If it is true that barrenness is spreading in the human heart of today, that is, if it is true that man’s perfection consists in his subjection to the true God whereas men of today are subjecting themselves to false gods, then this lack of perfection should show up in the lives of modern men. But does it? Well the natural place to look for an exhibition of perfection or a manifestation of its defects would be in the crises of human life. How do we meet those crises? Do we meet them strongly, as an evidence of perfection; or do we meet them with weakness, cowardice, surrender?
There is no need to develop this thought. Let us just mention the modern attitude toward such crises of human life as its inception. Are we meeting the crises of birth or exhausting ingenuity in trying to escape it? How about the crisis of manhood, when an individual comes to an age which demands that he face his own responsibilities, where he is his own master with his own rights and his own obligations? Are we admitting those obligations, embracing those responsibilities or are we trying to flee from them even at the cost of denying our humanity? And the crisis of marriage — are we meeting it squarely or are we leaving doors open, like cautious burglars, that we may escape from it at any moment? Do we face the crisis of sickness or do we hide it away in institutions, pushing it out of our minds while we rush into a whirl of pleasure to drown its least hint? The crisis of death? What is it to us today except the ultimate in despair, the end of all things; not to be met, but to be avoided as far as possible, as long as possible, at any cost — indeed to be escaped by denying life itself in asserting that only change exists.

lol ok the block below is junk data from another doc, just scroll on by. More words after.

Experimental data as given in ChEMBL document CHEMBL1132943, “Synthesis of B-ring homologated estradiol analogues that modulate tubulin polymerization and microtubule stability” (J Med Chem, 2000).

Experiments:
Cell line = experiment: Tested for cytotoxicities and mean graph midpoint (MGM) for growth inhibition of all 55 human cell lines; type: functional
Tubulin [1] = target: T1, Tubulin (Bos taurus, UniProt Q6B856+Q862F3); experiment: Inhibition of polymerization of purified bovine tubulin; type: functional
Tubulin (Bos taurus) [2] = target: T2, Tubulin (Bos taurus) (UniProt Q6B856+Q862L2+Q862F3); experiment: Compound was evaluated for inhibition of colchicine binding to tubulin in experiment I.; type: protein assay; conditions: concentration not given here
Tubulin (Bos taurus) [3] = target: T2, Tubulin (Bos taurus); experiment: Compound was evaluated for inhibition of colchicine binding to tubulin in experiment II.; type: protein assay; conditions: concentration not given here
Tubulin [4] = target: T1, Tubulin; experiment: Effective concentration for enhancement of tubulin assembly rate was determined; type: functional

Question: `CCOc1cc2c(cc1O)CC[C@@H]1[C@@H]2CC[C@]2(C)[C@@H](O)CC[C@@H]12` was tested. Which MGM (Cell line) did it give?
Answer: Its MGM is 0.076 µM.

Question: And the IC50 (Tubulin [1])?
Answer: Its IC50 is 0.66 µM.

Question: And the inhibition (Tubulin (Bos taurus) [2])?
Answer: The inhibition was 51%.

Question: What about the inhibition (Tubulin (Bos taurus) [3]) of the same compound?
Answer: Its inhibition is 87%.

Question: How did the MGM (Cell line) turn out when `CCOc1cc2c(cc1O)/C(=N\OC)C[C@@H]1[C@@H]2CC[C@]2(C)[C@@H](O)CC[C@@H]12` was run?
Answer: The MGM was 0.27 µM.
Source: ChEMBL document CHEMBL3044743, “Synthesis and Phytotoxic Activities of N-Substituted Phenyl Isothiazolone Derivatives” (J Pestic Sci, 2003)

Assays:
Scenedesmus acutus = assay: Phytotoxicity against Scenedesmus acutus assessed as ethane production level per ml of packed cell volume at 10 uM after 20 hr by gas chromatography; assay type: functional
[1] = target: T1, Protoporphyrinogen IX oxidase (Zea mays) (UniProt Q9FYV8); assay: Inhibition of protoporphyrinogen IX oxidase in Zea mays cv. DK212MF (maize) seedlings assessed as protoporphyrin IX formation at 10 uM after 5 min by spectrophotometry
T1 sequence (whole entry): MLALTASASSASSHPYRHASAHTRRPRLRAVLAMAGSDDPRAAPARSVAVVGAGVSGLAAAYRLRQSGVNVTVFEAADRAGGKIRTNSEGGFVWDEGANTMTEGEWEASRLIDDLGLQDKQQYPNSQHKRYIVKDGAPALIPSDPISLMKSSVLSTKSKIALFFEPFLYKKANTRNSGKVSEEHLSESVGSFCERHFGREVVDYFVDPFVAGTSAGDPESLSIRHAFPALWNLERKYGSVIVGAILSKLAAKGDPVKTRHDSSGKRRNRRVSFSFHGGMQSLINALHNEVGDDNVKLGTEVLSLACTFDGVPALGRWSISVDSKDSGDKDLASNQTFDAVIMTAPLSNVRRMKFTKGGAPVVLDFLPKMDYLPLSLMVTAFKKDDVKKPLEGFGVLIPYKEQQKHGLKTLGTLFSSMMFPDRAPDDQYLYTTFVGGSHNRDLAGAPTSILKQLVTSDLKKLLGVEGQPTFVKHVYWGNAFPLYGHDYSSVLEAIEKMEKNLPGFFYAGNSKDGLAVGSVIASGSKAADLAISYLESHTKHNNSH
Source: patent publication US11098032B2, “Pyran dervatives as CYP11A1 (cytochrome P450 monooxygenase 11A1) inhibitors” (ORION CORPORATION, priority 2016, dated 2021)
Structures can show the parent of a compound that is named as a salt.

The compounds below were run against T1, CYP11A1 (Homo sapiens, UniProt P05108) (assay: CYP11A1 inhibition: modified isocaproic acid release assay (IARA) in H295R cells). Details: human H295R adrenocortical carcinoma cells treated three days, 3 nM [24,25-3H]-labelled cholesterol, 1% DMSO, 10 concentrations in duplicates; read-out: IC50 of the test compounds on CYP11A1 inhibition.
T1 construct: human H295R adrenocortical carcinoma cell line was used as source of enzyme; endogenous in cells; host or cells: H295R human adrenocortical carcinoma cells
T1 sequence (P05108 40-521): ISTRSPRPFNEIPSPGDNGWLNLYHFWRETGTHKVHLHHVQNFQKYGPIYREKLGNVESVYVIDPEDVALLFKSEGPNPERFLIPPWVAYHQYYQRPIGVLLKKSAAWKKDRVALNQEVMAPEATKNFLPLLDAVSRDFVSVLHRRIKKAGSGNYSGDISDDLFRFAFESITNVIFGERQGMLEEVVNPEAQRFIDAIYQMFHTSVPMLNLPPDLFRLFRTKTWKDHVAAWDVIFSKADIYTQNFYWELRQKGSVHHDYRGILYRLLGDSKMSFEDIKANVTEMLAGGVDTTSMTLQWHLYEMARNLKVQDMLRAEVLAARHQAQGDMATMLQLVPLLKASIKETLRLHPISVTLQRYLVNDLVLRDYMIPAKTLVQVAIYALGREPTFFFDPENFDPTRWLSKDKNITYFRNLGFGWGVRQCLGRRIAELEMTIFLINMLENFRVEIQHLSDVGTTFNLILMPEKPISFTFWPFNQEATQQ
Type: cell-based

The price of perfection
Paradoxical as it may seem, it remains true that man is perfect in exact proportion to the subjection he gives his superiors, to that subjection given the Supreme Being Who is the first cause and last end of every creature. This truth is buried so deeply in man’s heart that, however much he may reject God, he will still insist upon subjecting himself to something, to someone, because of that profound realization that only in subjection can he come to perfection. Religion, we have seen, is a matter of strict justice; it merely gives God His due. And we cannot give God anything without perfecting ourselves. There are two sides to the coin of religion: on one side is the worship of God; on the other, the perfection of man. The two are inseparable. As the worship of God is neglected the perfection of man decays; as man perfects himself, so also must he perfect the worship of God. There is no other recipe for perfection than that of subjection, for it is always true that he that will lose his life will save it, and he that will save his life will lose it. It is only by giving that life utterly to God that it becomes solidly our own.